A Divorce Coach’s Guide To Courtroom Dos And Don’ts

I hope you never have to go to court. It’s stressful, uncertain and expensive. My wish for you is that you agree to an out-of-court settlement that is fair to everyone.

But if you do find yourself in a courtroom, there are some things you should know that will help get you (or keep you) on the judge’s good side. And that is always where you want to be.

Here is my list of courtroom dos and don’ts.

DO wear proper attire. The judge will not appreciate jeans, shorts, flip-flops, sneakers or tee shirts. You are not going to the beach. You are also not going to a nightclub, so avoid anything flashy or revealing. A blazer is nice, but not mandatory. And go easy on the jewelry and make-up.

DON’T wear a costume. If you’re a corporate executive, then dress like one. If you’re not, then don’t. Same for stay-at-home moms. Be yourself. Choose an outfit that makes you feel like you, not an imposter.

DON’T speak unless spoken to. There is some serious protocol to follow, so wait for your lawyer or the judge to give you the nod before you open your mouth.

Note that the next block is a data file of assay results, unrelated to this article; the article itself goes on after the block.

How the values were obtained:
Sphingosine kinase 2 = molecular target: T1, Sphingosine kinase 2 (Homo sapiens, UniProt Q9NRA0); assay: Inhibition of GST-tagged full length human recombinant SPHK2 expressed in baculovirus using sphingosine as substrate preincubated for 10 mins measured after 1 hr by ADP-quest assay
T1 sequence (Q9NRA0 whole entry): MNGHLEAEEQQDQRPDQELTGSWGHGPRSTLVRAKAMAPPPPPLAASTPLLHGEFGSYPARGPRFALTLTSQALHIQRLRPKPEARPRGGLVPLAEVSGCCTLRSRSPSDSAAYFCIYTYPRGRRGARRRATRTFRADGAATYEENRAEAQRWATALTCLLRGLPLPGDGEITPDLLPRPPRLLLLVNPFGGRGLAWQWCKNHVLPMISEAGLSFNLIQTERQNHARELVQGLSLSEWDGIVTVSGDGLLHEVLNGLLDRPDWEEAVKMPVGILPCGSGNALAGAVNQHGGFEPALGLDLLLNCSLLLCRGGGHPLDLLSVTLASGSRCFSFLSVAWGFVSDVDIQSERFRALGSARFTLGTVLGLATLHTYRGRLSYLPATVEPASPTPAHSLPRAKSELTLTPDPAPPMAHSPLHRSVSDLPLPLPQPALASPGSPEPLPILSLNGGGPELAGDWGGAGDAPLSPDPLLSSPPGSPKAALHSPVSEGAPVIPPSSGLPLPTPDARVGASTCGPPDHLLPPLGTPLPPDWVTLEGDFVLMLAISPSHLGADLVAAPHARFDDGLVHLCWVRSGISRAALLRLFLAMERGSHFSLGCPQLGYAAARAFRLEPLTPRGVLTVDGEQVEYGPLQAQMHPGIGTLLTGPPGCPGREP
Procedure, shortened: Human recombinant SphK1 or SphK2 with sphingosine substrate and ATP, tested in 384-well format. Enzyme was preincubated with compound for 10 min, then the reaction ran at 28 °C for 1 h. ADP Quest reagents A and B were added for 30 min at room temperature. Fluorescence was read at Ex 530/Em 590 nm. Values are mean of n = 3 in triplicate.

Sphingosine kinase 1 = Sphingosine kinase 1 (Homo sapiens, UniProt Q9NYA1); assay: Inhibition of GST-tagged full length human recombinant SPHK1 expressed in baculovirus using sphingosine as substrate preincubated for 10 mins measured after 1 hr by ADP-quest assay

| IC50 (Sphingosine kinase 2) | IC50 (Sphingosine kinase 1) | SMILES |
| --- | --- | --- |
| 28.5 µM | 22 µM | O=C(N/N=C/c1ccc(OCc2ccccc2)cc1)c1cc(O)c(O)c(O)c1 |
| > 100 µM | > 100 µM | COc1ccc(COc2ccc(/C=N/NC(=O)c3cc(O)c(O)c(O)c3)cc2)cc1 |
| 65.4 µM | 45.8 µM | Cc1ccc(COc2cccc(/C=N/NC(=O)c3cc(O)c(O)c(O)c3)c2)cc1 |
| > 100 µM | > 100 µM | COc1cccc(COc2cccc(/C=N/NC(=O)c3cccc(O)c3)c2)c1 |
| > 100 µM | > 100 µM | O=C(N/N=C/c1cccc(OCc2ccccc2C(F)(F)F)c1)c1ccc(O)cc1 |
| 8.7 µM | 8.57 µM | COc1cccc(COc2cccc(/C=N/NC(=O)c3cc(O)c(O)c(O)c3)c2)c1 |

DO address the judge properly. Call him or her “judge”, “your honor” or “the court”.

DON’T show up late. Prove to the judge that this court case is your priority by being on time.

DO exercise self-control. Don’t roll your eyes when your STBX (soon-to-be-ex) goes off on some rant. Don’t smirk, either, if things aren’t going his way. You are trying to convince the judge that you are the more mature and capable parent, so make sure you act that way.

DON’T interrupt the judge. Ever. They hate that.

DO keep your answers brief. If something needs elaboration, your lawyer or the judge will ask for more information.

DON’T use phrases such as “he always…,” “I never…” or “everyone says…” These are exaggerations and will make you sound immature.

DO thank the judge on the way out. Even if things didn’t go your way, it shows a lot of poise to be polite in the face of adversity.

Nothing is more advantageous than having the court aligned with you, so do everything you can to get on the judge’s good side. Following these guidelines should help.

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